A PRELIMINARY LOOK AT THE STRUCTURAL DIFFERENCES OF HIGHER EDUCATION CLASSROOM COMMUNITIES IN TRADITIONAL AND ALN COURSES
Author(s)Rovai, Alfred P.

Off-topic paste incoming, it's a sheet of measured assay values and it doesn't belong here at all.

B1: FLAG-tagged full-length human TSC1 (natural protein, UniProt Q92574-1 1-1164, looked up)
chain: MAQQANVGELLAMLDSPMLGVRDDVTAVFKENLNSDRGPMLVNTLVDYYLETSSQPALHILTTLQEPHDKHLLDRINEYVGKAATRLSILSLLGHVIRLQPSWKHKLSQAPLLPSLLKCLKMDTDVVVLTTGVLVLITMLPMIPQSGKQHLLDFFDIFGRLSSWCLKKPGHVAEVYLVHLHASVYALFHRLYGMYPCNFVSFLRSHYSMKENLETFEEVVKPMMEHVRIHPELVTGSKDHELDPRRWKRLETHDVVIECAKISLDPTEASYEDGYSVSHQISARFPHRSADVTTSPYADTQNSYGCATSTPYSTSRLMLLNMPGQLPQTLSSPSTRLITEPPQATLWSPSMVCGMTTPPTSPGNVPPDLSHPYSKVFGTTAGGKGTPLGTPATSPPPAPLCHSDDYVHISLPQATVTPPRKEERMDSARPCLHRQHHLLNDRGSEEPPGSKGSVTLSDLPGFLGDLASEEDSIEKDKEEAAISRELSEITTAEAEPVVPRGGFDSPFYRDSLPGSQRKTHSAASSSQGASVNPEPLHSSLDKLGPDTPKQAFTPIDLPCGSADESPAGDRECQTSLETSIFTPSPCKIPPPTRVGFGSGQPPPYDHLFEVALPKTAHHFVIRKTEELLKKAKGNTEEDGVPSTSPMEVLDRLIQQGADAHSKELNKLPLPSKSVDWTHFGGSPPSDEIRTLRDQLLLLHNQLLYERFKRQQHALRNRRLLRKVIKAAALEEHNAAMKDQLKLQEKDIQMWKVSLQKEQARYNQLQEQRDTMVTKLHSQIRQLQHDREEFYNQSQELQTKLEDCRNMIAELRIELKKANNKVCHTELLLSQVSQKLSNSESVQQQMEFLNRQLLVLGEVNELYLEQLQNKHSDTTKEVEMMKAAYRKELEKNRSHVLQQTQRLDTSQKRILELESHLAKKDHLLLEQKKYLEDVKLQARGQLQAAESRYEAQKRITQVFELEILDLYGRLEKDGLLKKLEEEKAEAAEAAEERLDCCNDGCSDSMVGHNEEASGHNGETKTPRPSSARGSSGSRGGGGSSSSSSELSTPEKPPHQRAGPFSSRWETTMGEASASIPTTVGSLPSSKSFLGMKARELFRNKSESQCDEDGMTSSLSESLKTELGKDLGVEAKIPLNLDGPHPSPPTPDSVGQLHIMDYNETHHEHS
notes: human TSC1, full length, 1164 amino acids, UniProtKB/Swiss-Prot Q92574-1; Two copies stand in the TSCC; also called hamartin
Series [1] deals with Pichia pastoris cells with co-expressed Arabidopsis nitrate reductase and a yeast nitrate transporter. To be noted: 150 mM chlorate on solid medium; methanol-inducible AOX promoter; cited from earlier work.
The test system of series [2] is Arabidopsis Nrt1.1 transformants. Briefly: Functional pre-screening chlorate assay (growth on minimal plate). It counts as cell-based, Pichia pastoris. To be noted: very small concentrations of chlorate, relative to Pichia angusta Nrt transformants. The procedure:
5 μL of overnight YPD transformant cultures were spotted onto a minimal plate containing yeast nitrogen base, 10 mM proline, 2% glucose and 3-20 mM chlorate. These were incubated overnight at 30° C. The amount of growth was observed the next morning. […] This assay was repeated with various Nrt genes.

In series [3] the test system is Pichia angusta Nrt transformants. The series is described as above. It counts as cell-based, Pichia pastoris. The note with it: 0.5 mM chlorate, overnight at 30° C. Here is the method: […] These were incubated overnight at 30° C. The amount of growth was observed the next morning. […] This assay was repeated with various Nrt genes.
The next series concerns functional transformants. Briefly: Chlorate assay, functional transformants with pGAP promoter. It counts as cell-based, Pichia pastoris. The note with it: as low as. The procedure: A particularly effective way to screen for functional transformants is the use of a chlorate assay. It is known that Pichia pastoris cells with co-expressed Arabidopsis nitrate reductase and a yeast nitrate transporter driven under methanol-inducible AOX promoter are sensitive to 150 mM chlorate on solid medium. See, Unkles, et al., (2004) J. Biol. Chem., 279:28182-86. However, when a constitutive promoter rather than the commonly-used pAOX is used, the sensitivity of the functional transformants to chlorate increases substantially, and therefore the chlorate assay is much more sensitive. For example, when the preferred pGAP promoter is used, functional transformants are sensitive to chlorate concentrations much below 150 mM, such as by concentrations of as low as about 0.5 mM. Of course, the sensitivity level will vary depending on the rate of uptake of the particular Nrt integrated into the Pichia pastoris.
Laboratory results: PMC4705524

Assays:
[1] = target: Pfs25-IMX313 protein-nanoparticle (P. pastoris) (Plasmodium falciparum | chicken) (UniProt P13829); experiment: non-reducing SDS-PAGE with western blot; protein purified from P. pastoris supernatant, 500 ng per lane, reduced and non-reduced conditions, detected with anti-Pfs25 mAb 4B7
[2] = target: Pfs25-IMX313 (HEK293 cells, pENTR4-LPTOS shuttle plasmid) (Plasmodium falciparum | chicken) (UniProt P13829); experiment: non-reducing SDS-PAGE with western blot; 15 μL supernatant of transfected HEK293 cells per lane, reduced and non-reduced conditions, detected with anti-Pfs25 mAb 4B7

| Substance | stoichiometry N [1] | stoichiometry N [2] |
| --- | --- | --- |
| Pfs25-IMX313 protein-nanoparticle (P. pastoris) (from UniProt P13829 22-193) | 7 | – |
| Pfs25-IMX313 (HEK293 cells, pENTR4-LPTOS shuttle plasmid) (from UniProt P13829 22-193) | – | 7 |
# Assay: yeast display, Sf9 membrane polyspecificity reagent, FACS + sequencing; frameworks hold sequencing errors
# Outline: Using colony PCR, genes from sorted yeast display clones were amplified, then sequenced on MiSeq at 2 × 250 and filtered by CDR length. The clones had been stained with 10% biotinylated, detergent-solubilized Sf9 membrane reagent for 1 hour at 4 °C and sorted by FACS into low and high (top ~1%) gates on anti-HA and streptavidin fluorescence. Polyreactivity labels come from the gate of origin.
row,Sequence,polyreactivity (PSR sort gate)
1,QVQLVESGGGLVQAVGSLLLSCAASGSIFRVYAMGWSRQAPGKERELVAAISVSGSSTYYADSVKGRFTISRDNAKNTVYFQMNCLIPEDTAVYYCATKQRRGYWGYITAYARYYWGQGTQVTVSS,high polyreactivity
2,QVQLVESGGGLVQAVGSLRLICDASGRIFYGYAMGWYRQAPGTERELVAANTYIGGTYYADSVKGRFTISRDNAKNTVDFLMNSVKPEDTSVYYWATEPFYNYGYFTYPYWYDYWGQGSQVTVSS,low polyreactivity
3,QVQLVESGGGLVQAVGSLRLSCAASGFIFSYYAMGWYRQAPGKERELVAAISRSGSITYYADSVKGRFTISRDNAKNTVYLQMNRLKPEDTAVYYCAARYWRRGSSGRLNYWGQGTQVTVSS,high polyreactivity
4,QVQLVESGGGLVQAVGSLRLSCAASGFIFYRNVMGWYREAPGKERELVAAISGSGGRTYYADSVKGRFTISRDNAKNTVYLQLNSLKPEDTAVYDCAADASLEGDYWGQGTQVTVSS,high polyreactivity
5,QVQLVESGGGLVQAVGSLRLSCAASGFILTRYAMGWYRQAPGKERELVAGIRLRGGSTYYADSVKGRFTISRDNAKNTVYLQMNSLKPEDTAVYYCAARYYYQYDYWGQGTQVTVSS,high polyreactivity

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AbstractThis preliminary study again provides evidence that it is the method and not the media that matters the most in learning effectiveness. The present work examines classroom community in order to determine how sense of community differs between students enrolled in traditional face-to-face and those enrolled in asynchronous learning network (ALN) courses. Subjects consist of 326 adult learners who were enrolled in a mix of 14 undergraduate and graduate courses at two urban universities. As operationalized by the Sense of Classroom Community Index (SCCI), there appears no significant difference in classroom community between the two groups of subjects. However, a discriminant analysis shows a significant overall difference in community structure between the two groups. Variations between groups on feelings of similarity of needs, recognition, importance of learning, connectedness, friendship, thinking critically, safety, acceptance, group identity, and absence of confusion are the characteristics contributing mostly to this difference in learning effectiveness.